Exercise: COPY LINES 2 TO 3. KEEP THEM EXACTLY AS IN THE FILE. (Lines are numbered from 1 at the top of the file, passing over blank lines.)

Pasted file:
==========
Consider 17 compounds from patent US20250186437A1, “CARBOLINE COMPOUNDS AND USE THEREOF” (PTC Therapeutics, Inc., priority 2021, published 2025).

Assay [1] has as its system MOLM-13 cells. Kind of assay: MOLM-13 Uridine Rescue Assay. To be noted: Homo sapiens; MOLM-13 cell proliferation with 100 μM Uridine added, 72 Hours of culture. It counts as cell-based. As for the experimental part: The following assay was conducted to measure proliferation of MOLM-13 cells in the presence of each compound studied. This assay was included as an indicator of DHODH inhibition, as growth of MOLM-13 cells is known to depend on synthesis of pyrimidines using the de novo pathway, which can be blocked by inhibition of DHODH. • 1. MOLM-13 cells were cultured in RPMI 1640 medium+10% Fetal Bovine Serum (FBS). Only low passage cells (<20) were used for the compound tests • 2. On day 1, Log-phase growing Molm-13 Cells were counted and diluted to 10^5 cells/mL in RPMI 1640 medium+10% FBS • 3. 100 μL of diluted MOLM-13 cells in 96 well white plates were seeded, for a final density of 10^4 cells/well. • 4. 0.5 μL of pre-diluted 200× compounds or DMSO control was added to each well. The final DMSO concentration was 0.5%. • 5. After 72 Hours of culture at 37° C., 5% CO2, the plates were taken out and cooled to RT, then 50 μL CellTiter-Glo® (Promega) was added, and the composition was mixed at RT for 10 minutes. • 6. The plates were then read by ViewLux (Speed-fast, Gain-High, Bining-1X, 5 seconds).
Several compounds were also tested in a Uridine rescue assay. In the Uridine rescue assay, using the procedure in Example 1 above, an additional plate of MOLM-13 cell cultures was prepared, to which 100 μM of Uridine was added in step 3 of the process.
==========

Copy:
Assay [1] has as its system MOLM-13 cells. Kind of assay: MOLM-13 Uridine Rescue Assay. To be noted: Homo sapiens; MOLM-13 cell proliferation with 100 μM Uridine added, 72 Hours of culture. It counts as cell-based. As for the experimental part: The following assay was conducted to measure proliferation of MOLM-13 cells in the presence of each compound studied. This assay was included as an indicator of DHODH inhibition, as growth of MOLM-13 cells is known to depend on synthesis of pyrimidines using the de novo pathway, which can be blocked by inhibition of DHODH. • 1. MOLM-13 cells were cultured in RPMI 1640 medium+10% Fetal Bovine Serum (FBS). Only low passage cells (<20) were used for the compound tests • 2. On day 1, Log-phase growing Molm-13 Cells were counted and diluted to 10^5 cells/mL in RPMI 1640 medium+10% FBS • 3. 100 μL of diluted MOLM-13 cells in 96 well white plates were seeded, for a final density of 10^4 cells/well. • 4. 0.5 μL of pre-diluted 200× compounds or DMSO control was added to each well. The final DMSO concentration was 0.5%. • 5. After 72 Hours of culture at 37° C., 5% CO2, the plates were taken out and cooled to RT, then 50 μL CellTiter-Glo® (Promega) was added, and the composition was mixed at RT for 10 minutes. • 6. The plates were then read by ViewLux (Speed-fast, Gain-High, Bining-1X, 5 seconds).
Several compounds were also tested in a Uridine rescue assay. In the Uridine rescue assay, using the procedure in Example 1 above, an additional plate of MOLM-13 cell cultures was prepared, to which 100 μM of Uridine was added in step 3 of the process.